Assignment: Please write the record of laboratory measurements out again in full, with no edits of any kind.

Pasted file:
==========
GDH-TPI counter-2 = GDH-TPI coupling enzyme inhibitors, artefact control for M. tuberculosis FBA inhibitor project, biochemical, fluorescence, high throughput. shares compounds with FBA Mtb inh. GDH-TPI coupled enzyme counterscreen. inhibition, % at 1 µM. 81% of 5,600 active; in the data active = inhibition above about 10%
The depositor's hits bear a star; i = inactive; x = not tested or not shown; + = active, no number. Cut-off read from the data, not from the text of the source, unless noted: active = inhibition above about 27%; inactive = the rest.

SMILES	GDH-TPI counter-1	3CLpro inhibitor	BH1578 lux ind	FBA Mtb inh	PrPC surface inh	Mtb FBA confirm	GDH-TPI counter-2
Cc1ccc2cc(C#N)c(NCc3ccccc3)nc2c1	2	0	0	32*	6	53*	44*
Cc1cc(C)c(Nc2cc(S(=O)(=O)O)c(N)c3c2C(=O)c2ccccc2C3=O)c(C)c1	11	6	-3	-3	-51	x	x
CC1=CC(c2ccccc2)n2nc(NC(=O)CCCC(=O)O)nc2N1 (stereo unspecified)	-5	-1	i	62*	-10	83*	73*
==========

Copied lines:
GDH-TPI counter-2 = GDH-TPI coupling enzyme inhibitors, artefact control for M. tuberculosis FBA inhibitor project, biochemical, fluorescence, high throughput. shares compounds with FBA Mtb inh. GDH-TPI coupled enzyme counterscreen. inhibition, % at 1 µM. 81% of 5,600 active; in the data active = inhibition above about 10%
The depositor's hits bear a star; i = inactive; x = not tested or not shown; + = active, no number. Cut-off read from the data, not from the text of the source, unless noted: active = inhibition above about 27%; inactive = the rest.

SMILES	GDH-TPI counter-1	3CLpro inhibitor	BH1578 lux ind	FBA Mtb inh	PrPC surface inh	Mtb FBA confirm	GDH-TPI counter-2
Cc1ccc2cc(C#N)c(NCc3ccccc3)nc2c1	2	0	0	32*	6	53*	44*
Cc1cc(C)c(Nc2cc(S(=O)(=O)O)c(N)c3c2C(=O)c2ccccc2C3=O)c(C)c1	11	6	-3	-3	-51	x	x
CC1=CC(c2ccccc2)n2nc(NC(=O)CCCC(=O)O)nc2N1 (stereo unspecified)	-5	-1	i	62*	-10	83*	73*